Wooden boats are most alive when they are moving. No really. You can hear them breathing, whalelike, an excited gurgling sound underneath, like a cistern, as water bubbles flow down the hull in transit. You can literally feel its synchronized heartbeat between the reach and return of the oars twisting and sliding between two thole pins – hard and soft wooden arteries – producing a dull ‘thud-dum’, ‘thud-dum’, ‘thud-dum’. A leathery wooden pulse pumping through the boat. The work of human hands.
It can, at times, get strangely hypnotic. Especially when on the board chatter had died down and people have settled into a good rhythm. The cox has little need to correct or instruct and the only thing left – is the open sea, the repetitive wooden heartbeat and ones own thoughts. My archaeo-imagination being what it is, I am usually transported back in time, to early medieval Ireland – not that hard when one is traversing the eastern Irish coastline in a clinker built craft, passing entire counties and landmarks once viewed in the same manner by seafarers from the north and still enshrined – despite anglicization – with Old Norse placenames.
Or perhaps, even further back, to Sixth and Seventh Century Ireland, when little boats and big seas occupied Early Christian literary imaginations as well as daily realities. Immrama. Navigatio. Peregrinatio. Exiles for God, adrift in the sea, seeking a retreat from the world. Romantic figures like Columba. Adómnan. Brendan. Island hermitages like Iona. Lindisfarne. Inishbofin.
“The people cannot come up Mount Sinai, because you yourself warned us, ‘Put limits around the mountain and set it apart as holy.'”
Sometime during the seventh decade of the seventh century AD (c.670s) an Irishman approached the mountain in modern day Co. Mayo known as Croagh Patrick. He was an ecclesiastical academic type, something of a ‘a wise man’ or ‘sapiens’ in the early Irish Christian tradition. Although he had been fostered and trained in a monastery in Co. Meath, on the east coast of Ireland, he was in fact, a local – originally hailing from the north coast of modern day County Mayo, around the western shore of Kilalla Bay.
It was probably not his first time seeing the mountain. He would surely have heard stories about it in his earlier youth; maybe caught glimpses of it at times and certainly would have been aware of its imposing presence in the landscape. Indeed, almost as soon as he crossed the River Shannon, traveling from Leinster, he would have caught sight of it several times in the distance.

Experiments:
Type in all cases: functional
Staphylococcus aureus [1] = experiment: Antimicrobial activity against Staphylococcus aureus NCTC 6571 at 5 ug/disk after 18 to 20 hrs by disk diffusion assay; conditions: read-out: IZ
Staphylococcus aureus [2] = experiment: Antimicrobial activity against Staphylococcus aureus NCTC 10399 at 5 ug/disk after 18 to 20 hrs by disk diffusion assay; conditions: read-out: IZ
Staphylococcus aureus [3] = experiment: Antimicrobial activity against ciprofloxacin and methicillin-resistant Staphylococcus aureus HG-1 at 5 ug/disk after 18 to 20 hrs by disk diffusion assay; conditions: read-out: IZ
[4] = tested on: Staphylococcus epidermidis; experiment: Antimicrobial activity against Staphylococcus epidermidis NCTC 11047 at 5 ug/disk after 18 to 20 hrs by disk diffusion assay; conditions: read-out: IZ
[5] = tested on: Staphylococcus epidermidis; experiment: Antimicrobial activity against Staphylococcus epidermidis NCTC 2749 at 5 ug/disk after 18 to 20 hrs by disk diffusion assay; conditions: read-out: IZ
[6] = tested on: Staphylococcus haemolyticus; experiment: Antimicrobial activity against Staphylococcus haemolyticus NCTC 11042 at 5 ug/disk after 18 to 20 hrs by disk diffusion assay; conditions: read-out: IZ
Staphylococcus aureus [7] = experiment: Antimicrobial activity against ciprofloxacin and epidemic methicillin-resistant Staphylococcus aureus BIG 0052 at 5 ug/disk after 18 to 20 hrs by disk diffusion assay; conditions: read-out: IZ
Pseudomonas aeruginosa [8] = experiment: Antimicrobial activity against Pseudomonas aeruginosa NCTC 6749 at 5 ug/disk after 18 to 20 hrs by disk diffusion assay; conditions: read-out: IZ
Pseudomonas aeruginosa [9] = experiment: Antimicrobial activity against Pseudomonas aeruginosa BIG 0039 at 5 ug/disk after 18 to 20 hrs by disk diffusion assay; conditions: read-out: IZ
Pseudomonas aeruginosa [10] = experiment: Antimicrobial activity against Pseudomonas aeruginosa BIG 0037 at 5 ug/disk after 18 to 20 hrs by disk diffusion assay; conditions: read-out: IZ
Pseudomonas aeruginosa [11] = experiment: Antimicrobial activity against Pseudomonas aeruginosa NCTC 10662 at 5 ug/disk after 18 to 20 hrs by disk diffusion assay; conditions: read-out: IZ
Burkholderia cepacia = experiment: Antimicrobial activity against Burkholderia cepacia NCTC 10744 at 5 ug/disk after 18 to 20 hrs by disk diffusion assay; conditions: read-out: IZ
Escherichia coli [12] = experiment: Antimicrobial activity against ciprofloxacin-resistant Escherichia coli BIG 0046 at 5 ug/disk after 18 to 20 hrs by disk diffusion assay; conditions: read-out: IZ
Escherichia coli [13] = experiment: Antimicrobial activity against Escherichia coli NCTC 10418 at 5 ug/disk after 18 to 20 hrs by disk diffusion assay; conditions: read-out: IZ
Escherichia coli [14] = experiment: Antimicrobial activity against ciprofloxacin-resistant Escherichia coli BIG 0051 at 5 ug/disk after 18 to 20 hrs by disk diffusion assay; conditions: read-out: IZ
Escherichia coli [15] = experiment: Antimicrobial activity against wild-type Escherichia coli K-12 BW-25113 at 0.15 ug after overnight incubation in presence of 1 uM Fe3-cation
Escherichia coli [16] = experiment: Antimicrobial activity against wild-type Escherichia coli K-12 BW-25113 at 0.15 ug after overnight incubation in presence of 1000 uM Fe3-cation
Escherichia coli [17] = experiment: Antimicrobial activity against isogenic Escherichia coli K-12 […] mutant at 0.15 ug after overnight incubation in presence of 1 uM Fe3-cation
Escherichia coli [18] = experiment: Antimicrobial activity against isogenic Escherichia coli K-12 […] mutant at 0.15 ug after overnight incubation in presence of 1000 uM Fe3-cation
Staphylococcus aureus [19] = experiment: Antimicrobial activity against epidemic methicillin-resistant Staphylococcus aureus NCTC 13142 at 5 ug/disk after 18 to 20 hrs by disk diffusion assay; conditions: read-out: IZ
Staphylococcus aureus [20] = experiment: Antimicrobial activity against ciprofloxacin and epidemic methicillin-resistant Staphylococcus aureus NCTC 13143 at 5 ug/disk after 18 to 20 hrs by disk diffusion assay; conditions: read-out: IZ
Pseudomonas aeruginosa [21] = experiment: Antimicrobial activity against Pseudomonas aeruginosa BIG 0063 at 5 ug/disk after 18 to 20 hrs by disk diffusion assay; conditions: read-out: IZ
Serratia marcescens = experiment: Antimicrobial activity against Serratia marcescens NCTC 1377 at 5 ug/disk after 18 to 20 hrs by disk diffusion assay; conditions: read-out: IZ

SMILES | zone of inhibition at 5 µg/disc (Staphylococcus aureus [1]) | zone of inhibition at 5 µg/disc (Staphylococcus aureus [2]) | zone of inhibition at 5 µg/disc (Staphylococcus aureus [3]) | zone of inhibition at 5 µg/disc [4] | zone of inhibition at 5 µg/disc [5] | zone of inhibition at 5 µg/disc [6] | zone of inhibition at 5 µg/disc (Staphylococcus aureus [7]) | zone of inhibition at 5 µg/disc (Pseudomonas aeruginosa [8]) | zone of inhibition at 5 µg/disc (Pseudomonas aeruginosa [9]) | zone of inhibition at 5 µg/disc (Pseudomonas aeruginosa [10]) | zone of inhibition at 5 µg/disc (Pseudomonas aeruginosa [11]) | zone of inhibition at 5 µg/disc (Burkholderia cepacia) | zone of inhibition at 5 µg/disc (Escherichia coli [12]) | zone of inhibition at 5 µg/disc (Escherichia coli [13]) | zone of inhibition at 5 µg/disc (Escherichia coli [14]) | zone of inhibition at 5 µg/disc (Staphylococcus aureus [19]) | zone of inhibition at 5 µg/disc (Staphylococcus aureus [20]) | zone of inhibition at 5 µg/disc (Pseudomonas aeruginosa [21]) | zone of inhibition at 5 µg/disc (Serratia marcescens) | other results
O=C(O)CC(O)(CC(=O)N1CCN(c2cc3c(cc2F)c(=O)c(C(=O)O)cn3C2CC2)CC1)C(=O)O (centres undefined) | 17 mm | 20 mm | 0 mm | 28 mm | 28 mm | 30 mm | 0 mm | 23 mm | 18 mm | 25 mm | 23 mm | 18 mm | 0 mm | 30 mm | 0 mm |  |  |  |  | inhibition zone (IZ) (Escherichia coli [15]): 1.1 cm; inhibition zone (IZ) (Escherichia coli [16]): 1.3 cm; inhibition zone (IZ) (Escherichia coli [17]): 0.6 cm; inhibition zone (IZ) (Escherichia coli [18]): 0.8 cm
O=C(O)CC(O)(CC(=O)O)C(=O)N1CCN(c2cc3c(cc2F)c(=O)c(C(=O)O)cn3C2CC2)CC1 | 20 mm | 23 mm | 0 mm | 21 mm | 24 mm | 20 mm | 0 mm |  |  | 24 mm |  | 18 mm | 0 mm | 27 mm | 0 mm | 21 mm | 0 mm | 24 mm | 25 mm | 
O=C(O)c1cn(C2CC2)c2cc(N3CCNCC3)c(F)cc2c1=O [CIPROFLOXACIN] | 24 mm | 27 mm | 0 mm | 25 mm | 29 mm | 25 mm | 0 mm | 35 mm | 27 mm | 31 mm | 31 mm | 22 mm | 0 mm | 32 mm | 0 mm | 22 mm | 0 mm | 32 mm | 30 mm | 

The man probably traveled out along the lowland plain of modern day Murrisk, between the mountain and the southern shore of Clew bay, along the same route that the modern day road takes today. He would have passed an early church site at Umhall, now known as Cloonpatrick graveyard at Oughaval. He would have passed a few standing stones and the remains of prehistoric stone alignments on his way. He would passed the future site of Murrisk Abbey, then just a coastal bluff sticking out into the sea. He would have passed the future site of the modern day car park at the foot of ‘the Reek’ as it is now called. And he would have kept on going.
He was looking for something in the landscape. Something conspicuously imposing and already ancient. A few miles up the road, at a point where the highest stream from the mountain summit flows down into Clew Bay – linking the summit and the foot of the mountain – he apparently found what he was looking for. A late prehistoric stone cairn or ring barrow mound – part of, or adjacent, an older communal burial place still in use – reflecting an even older dynastic, or territorial boundary.
The Irish martyrologies are an incredibly important historical source – textual witnesses to many things: Saints cults, both famous and obscure, both female and male; individual church sites, ecclesiastical foundations, hermitages, and any number of halfway houses in between; personal names; place names; regional names; dynastic names. They provides several stratified snapshots of a competing and free flowing ecclesiastical landscape of loyalties, allegiances, bias, memory and commemoration. A measure of importance for those communities and dynasties doing the ‘celebrating’, as much as those being ‘celebrated’.